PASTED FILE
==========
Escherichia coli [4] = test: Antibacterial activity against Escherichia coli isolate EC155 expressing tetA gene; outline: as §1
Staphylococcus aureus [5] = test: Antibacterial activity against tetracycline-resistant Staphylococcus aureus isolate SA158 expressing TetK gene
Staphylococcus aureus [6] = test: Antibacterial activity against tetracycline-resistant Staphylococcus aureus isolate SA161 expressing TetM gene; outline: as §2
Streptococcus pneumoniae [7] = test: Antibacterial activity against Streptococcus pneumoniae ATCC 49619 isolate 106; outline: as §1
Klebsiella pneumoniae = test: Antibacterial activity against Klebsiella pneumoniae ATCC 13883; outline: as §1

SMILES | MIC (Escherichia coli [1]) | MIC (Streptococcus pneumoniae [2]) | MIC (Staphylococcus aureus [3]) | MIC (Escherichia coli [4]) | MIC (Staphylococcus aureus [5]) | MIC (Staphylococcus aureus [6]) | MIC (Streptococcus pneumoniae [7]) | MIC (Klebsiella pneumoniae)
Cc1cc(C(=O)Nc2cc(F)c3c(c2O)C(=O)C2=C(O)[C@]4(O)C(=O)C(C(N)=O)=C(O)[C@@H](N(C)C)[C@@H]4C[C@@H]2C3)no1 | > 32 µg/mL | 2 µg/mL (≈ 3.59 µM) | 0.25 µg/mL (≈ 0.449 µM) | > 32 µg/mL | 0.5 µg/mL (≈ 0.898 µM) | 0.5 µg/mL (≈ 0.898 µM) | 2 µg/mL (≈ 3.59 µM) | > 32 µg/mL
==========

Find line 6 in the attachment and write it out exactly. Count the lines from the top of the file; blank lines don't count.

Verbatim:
SMILES | MIC (Escherichia coli [1]) | MIC (Streptococcus pneumoniae [2]) | MIC (Staphylococcus aureus [3]) | MIC (Escherichia coli [4]) | MIC (Staphylococcus aureus [5]) | MIC (Staphylococcus aureus [6]) | MIC (Streptococcus pneumoniae [7]) | MIC (Klebsiella pneumoniae)